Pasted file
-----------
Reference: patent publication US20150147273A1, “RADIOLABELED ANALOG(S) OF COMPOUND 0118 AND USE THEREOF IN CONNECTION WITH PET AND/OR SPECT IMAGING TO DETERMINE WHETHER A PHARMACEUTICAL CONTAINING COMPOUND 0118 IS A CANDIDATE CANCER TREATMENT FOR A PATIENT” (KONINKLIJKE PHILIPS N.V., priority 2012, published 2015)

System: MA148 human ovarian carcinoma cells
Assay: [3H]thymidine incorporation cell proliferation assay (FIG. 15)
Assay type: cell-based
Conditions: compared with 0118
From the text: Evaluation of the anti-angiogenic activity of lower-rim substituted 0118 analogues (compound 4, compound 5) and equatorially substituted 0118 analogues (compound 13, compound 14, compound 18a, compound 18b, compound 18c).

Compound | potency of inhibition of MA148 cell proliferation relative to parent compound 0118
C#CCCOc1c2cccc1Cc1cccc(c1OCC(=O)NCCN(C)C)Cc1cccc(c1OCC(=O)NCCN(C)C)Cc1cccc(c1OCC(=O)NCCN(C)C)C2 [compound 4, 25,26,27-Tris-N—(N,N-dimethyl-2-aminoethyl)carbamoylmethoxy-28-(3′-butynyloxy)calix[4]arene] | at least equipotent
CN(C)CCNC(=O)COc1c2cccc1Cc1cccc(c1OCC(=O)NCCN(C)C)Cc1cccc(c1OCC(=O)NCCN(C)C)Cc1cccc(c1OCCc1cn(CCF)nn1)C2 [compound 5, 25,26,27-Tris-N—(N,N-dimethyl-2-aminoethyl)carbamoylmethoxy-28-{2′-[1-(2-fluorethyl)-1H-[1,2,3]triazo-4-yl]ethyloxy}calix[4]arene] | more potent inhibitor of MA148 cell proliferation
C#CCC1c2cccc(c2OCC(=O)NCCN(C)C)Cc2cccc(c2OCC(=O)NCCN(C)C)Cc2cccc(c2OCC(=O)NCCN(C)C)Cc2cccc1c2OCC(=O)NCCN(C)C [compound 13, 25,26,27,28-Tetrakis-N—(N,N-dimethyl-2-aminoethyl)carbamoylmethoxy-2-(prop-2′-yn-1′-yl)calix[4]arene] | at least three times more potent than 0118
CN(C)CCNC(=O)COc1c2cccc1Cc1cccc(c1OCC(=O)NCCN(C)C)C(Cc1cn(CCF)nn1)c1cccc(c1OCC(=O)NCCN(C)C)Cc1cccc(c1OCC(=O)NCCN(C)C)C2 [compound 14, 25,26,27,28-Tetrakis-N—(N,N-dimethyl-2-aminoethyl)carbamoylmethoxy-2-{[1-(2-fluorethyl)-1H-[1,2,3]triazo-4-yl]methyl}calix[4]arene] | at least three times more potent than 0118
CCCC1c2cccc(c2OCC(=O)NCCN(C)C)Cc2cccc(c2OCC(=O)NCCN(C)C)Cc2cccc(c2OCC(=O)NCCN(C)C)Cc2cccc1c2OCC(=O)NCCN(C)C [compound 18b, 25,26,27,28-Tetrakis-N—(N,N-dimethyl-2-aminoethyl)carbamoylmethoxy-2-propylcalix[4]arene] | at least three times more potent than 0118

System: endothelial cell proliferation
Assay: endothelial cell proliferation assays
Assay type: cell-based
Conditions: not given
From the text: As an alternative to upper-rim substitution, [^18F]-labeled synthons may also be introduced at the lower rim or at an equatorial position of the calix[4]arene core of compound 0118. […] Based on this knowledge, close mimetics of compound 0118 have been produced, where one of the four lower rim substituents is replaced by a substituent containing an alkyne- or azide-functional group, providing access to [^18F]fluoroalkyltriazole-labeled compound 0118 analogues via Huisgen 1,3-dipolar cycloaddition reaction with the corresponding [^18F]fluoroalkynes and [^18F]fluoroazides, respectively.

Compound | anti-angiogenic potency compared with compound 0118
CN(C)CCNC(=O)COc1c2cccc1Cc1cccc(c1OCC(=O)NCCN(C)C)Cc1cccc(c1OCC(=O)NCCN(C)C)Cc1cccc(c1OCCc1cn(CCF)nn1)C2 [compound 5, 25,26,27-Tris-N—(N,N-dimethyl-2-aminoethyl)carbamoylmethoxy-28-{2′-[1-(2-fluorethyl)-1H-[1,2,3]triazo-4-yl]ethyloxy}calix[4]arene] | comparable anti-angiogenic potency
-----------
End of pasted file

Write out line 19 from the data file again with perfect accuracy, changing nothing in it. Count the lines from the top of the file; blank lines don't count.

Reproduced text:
CN(C)CCNC(=O)COc1c2cccc1Cc1cccc(c1OCC(=O)NCCN(C)C)Cc1cccc(c1OCC(=O)NCCN(C)C)Cc1cccc(c1OCCc1cn(CCF)nn1)C2 [compound 5, 25,26,27-Tris-N—(N,N-dimethyl-2-aminoethyl)carbamoylmethoxy-28-{2′-[1-(2-fluorethyl)-1H-[1,2,3]triazo-4-yl]ethyloxy}calix[4]arene] | comparable anti-angiogenic potency